] Place 1x TDA2822M, paying close attention to the notch, and solder ] Solder 2x 100 F electrolytic capacitor; check polarity ] Solder 1x 10 F electrolytic capacitor; check polarity ] Solder 1x 8050 transistor; check PCB outline ] Solder the remaining capacitors and resistors; when finished, it will look like the photo below

[ ] Solder 1x speaker connector near the DC IN power connector; make sure you install it in place. If needed, take off the nut first to avoid interference with the board, after soldering, you will need to turn the nut back on [ ] Plug in a 12~13.8 V power supply and connect an external speaker of 8 or higher impedance to the speaker connector. Touch pin 5 of the nearby NE602A using tweezers to inject some noise, and note if the audio amplifier works. If not, please check your soldering, and check the pin 2 of the TDA2822M for the presence of 8V. If all is okay, disconnect the power supply and the external speaker to proceed to the next step. WARNING: It is not a good choice to plug in a headphone to the speaker connector, as the radio does not have an AGC circuit and an abrupt strong signal or noise may cause hearing impairment.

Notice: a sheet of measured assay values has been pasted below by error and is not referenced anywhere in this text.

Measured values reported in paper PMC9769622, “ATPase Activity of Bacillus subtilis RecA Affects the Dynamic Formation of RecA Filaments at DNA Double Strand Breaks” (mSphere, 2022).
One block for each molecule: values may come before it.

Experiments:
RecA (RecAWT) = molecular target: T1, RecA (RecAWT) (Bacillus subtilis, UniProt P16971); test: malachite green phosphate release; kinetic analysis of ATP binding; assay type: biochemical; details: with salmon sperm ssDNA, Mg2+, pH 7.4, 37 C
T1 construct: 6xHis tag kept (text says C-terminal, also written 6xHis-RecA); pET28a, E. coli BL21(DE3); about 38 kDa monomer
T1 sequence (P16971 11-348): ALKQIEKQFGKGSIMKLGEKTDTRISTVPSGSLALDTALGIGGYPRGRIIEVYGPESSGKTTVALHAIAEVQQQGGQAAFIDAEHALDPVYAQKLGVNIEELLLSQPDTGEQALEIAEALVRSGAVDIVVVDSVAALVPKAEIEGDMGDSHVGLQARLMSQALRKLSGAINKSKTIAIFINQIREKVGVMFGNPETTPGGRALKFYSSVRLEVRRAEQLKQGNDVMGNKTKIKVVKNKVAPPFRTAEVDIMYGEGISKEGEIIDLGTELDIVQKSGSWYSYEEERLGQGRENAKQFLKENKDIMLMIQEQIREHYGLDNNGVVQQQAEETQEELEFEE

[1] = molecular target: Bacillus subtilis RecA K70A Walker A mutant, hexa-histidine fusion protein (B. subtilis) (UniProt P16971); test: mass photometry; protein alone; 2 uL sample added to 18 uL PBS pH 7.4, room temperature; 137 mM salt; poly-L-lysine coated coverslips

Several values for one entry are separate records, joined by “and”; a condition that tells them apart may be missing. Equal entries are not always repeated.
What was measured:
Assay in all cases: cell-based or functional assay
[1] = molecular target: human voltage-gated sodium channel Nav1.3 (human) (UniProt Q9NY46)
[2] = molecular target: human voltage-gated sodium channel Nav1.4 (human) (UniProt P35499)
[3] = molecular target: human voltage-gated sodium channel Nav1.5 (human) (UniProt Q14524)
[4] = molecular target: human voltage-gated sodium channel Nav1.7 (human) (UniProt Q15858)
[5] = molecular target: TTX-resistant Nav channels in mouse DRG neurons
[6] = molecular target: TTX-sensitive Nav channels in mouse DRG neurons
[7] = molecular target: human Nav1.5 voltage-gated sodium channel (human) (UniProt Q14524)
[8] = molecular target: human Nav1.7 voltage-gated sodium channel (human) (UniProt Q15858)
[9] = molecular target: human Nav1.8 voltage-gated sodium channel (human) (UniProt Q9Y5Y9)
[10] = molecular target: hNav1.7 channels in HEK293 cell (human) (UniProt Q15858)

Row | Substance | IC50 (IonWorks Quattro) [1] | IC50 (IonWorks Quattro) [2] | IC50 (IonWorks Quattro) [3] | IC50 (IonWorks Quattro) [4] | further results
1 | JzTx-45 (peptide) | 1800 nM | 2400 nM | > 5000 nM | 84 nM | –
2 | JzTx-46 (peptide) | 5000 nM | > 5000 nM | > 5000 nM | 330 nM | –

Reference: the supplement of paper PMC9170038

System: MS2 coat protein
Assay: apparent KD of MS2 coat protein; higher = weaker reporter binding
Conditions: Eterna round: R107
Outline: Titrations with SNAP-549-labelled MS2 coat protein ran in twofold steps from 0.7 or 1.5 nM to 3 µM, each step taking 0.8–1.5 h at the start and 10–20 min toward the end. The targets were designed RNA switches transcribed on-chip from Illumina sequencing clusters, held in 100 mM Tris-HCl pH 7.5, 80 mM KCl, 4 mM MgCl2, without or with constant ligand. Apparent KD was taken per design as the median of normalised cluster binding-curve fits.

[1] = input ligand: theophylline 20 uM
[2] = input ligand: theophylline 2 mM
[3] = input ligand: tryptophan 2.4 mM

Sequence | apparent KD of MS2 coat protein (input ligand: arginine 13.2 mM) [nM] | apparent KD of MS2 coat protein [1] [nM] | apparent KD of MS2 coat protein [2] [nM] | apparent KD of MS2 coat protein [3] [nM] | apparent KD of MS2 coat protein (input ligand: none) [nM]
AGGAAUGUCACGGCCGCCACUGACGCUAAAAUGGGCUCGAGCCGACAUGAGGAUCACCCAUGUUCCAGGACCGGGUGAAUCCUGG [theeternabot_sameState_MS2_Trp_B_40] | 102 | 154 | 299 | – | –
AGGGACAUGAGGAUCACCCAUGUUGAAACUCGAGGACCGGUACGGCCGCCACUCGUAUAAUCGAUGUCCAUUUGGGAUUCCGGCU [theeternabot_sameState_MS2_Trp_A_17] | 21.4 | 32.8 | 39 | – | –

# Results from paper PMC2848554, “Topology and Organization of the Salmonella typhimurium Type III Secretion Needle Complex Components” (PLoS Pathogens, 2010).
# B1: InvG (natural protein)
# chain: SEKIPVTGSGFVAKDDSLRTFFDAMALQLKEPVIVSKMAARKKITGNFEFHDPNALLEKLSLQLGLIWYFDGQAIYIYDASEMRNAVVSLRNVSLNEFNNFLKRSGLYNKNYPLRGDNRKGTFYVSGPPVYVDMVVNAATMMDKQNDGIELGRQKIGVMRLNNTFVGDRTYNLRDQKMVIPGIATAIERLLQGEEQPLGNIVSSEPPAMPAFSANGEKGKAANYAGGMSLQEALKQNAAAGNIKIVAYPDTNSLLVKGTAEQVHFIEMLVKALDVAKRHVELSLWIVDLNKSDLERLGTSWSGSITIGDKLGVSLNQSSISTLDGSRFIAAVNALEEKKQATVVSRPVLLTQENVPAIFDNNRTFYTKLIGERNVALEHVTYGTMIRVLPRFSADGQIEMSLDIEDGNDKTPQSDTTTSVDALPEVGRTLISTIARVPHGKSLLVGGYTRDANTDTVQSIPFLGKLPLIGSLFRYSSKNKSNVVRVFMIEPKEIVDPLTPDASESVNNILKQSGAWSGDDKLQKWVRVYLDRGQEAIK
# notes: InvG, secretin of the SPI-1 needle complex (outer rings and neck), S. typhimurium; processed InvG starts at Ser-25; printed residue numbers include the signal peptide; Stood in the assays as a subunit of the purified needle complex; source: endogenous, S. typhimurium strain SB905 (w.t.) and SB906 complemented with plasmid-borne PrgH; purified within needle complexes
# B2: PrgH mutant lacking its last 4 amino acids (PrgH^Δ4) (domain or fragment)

Step 3: Detector/ Double Sided Band Modulator


The core component is a double-balanced mixer and oscillator NE602A. It acts as the detector in the RX path and also as a DSB modulator in TX. Please study the schematic before soldering. Xa is a marking for IF crystals, whereas Xb is a marking for VXO crystals.
4 3 2 1 N E602A 104 + 8VT 103 +8V 5 6 7 8 Xa 47p 22uH VC 50p 47p BFO

+ 8VR 104

1.5K 4148

104

M IC R OP H ON E

1 2 3 4

P TT MIC

10k

104

1.5K

100uH 103 104 104